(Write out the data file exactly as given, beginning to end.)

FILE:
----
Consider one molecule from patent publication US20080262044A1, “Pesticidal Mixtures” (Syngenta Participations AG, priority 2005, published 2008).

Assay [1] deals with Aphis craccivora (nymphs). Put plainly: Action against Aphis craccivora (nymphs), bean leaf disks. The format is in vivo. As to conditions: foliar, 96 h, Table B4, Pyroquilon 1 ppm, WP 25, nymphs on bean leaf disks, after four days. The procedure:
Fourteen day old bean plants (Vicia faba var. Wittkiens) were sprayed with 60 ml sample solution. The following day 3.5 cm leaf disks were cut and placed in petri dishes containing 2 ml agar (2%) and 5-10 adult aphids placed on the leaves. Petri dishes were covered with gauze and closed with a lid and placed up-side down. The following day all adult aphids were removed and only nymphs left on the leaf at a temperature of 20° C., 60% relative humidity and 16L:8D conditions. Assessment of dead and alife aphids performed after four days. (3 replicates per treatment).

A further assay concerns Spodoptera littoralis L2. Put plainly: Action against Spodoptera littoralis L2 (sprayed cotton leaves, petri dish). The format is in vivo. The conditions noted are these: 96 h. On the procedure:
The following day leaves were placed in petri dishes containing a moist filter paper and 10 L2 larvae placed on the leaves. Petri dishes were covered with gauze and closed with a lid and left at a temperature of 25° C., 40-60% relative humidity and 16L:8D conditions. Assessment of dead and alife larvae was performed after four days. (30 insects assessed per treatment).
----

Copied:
Consider one molecule from patent publication US20080262044A1, “Pesticidal Mixtures” (Syngenta Participations AG, priority 2005, published 2008).

Assay [1] deals with Aphis craccivora (nymphs). Put plainly: Action against Aphis craccivora (nymphs), bean leaf disks. The format is in vivo. As to conditions: foliar, 96 h, Table B4, Pyroquilon 1 ppm, WP 25, nymphs on bean leaf disks, after four days. The procedure:
Fourteen day old bean plants (Vicia faba var. Wittkiens) were sprayed with 60 ml sample solution. The following day 3.5 cm leaf disks were cut and placed in petri dishes containing 2 ml agar (2%) and 5-10 adult aphids placed on the leaves. Petri dishes were covered with gauze and closed with a lid and placed up-side down. The following day all adult aphids were removed and only nymphs left on the leaf at a temperature of 20° C., 60% relative humidity and 16L:8D conditions. Assessment of dead and alife aphids performed after four days. (3 replicates per treatment).

A further assay concerns Spodoptera littoralis L2. Put plainly: Action against Spodoptera littoralis L2 (sprayed cotton leaves, petri dish). The format is in vivo. The conditions noted are these: 96 h. On the procedure:
The following day leaves were placed in petri dishes containing a moist filter paper and 10 L2 larvae placed on the leaves. Petri dishes were covered with gauze and closed with a lid and left at a temperature of 25° C., 40-60% relative humidity and 16L:8D conditions. Assessment of dead and alife larvae was performed after four days. (30 insects assessed per treatment).